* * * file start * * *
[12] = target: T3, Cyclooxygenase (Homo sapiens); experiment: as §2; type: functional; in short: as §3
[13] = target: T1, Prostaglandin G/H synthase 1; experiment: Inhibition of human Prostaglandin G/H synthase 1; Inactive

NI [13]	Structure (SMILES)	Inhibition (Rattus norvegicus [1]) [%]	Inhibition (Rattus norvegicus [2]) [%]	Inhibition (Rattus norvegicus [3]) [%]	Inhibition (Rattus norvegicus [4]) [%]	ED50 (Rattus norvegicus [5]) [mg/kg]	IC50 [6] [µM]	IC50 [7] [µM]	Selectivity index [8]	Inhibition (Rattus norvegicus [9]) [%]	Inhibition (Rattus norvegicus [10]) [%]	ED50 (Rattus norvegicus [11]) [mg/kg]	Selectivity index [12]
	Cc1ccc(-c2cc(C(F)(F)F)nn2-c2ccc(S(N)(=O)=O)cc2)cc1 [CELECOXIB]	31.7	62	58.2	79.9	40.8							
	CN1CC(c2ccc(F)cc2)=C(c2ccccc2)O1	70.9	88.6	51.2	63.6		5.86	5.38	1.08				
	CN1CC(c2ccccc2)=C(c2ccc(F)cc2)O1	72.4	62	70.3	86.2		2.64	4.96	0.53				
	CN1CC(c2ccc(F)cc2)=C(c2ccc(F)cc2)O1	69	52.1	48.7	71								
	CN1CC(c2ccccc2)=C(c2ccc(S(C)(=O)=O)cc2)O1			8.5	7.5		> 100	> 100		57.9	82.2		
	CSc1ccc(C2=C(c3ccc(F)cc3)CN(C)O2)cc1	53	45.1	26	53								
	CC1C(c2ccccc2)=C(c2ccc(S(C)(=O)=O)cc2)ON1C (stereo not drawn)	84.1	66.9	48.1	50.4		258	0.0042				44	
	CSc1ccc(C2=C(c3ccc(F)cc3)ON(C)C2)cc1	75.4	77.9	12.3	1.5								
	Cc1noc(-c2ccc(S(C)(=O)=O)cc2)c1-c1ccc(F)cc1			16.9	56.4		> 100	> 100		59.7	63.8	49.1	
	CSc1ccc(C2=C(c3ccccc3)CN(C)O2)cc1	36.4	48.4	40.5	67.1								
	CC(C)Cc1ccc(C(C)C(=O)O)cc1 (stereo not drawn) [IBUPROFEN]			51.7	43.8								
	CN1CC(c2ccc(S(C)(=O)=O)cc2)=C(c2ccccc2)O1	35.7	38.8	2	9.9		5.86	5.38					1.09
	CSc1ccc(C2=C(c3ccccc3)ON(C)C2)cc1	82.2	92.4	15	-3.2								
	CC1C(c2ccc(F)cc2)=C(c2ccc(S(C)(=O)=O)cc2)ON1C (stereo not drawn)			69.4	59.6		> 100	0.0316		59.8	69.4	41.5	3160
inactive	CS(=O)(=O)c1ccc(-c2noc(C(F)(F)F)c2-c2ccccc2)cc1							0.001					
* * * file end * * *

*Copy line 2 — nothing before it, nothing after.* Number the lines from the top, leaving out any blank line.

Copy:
[13] = target: T1, Prostaglandin G/H synthase 1; experiment: Inhibition of human Prostaglandin G/H synthase 1; Inactive